Historically, Coast Salish female identity depended upon water. Waterways provided women with countless economic opportunities, fostered family ties, created plentiful food sources, and encouraged female autonomy. Even as female maritime practices changed drastically throughout the pre-colonial and colonial periods, Coast Salish women imagined new ways to maintain connections to water.
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We seek to tell a story that demonstrates how combining a common goal with compromise and deliberate action leads to creative solutions and meaningful progress. Our professional backgrounds and experiences are diverse—our group includes a professional land manager, a clean water policy attorney, a conservation agronomist, and a municipal watershed manager. Through each of our personal stories, we will share examples of action-oriented strategies for improving the quality of Iowa’s land and water.
Using GIS mapping, I can identify at-risk communities most impacted by water-related natural disasters in the Houston Metropolitan Area (HMA), which is highly susceptible to hurricanes, tropical storms, and excessive flooding. Geospatial analysis reveals that at-risk communities are not randomly distributed throughout the HMA; populations like women and children are at higher risk of disproportionate outcomes during flooding events.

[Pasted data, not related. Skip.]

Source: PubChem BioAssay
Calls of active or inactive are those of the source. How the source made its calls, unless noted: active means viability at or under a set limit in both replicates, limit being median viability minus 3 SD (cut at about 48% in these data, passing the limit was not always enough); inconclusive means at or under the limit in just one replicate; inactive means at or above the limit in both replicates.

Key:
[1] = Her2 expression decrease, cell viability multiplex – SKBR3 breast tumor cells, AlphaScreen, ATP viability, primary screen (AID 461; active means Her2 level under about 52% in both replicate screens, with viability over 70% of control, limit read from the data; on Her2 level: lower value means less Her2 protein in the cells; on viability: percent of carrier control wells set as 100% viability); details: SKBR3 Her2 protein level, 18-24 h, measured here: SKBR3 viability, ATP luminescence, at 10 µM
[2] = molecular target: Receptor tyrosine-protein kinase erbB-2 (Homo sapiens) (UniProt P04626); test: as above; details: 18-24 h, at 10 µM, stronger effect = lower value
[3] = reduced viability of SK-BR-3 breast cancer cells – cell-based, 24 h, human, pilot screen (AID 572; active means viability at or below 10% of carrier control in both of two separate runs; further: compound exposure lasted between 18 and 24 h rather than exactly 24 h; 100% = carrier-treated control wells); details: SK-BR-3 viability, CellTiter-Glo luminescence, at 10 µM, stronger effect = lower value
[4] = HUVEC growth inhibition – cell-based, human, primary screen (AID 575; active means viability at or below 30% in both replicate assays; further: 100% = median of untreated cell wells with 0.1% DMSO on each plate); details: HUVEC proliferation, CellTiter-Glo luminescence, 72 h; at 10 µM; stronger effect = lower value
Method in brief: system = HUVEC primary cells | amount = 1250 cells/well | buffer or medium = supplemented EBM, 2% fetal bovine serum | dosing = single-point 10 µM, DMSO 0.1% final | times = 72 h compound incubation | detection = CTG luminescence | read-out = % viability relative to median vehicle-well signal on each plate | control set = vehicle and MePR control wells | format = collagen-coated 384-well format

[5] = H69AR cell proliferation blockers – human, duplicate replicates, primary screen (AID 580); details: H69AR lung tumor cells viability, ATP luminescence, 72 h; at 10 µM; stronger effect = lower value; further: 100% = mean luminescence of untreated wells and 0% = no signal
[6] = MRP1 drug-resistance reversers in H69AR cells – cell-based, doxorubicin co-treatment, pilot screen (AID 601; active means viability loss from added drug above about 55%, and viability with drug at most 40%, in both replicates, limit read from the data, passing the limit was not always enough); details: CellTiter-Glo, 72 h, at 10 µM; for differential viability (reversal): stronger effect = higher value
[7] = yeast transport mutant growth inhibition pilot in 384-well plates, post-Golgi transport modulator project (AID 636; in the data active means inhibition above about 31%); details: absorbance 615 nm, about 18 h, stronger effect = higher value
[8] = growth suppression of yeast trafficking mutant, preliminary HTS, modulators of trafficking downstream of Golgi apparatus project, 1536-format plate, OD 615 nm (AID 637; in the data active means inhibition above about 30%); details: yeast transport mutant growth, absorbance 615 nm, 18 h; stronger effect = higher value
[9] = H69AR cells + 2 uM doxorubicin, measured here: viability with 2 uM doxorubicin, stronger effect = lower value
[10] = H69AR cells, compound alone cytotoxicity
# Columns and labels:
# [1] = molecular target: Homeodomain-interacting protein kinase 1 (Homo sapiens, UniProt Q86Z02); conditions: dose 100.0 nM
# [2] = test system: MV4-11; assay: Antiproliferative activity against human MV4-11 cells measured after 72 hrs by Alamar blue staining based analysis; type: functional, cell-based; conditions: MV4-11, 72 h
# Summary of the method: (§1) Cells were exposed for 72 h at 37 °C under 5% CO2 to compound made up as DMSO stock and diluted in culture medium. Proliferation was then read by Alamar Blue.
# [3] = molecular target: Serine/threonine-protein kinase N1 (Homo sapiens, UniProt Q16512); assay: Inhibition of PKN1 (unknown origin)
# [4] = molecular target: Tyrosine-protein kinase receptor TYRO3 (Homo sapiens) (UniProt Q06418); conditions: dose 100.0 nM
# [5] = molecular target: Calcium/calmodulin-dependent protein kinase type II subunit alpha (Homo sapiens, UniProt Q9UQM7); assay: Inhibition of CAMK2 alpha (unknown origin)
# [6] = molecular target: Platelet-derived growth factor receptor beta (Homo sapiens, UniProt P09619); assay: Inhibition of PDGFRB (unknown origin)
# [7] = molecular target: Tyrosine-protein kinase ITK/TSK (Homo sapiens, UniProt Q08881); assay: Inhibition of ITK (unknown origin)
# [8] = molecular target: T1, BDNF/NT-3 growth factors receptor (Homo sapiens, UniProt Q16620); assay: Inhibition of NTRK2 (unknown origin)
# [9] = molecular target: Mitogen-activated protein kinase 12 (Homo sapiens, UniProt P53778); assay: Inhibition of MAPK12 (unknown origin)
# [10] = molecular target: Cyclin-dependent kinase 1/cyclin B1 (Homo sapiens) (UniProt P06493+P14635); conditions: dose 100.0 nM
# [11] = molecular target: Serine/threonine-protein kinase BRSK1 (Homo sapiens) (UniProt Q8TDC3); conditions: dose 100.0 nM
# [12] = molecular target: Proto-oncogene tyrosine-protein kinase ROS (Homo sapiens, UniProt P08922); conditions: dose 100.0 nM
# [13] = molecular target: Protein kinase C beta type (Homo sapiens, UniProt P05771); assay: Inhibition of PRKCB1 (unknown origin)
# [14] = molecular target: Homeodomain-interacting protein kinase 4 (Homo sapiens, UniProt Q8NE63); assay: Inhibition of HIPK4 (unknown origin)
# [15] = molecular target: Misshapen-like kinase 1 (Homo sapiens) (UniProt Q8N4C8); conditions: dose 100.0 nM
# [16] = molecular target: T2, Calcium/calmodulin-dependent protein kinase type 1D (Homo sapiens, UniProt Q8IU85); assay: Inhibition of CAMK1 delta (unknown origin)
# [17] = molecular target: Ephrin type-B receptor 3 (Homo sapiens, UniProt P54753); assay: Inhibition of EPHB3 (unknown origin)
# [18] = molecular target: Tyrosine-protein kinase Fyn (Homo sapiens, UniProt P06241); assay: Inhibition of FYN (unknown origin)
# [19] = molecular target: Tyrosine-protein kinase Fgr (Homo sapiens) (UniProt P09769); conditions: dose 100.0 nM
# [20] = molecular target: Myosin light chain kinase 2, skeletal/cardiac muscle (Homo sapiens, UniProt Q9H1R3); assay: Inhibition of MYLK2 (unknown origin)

Endless hours writing and analyzing samples in the lab was not the most difficult part of graduate school, however. It was walking into a class and seeing that, yet again, no one else looks like me. It was walking into a room and knowing I must fight twice as hard to disprove any underlying biases people might have of me. It was when comments were made that weren’t necessarily targeted at me, but that impacted me because I was the only black woman in the room, lecture hall, or meeting.
The association between WASH services and gendered vulnerability to violence in rural locales and urban slums in developing countries has received the most study, but women everywhere are vulnerable when they lack access to, or are accessing, WASH services. All of which leaves one asking why global leaders focus on the possibility of future water-related conflict rather than respond to the very real crisis conditions in which women and girls exist now?
Through interviews, surveys and focus group discussions with 258 households in Mathare during 2016 and 2017, I found that women faced huge challenges and trauma in collecting water. Besides the woes of finding a running tap and wasting valuable time waiting in queues, procuring water entails physical hardship that often leads to mental agony that sometimes even threatens the women’s safety.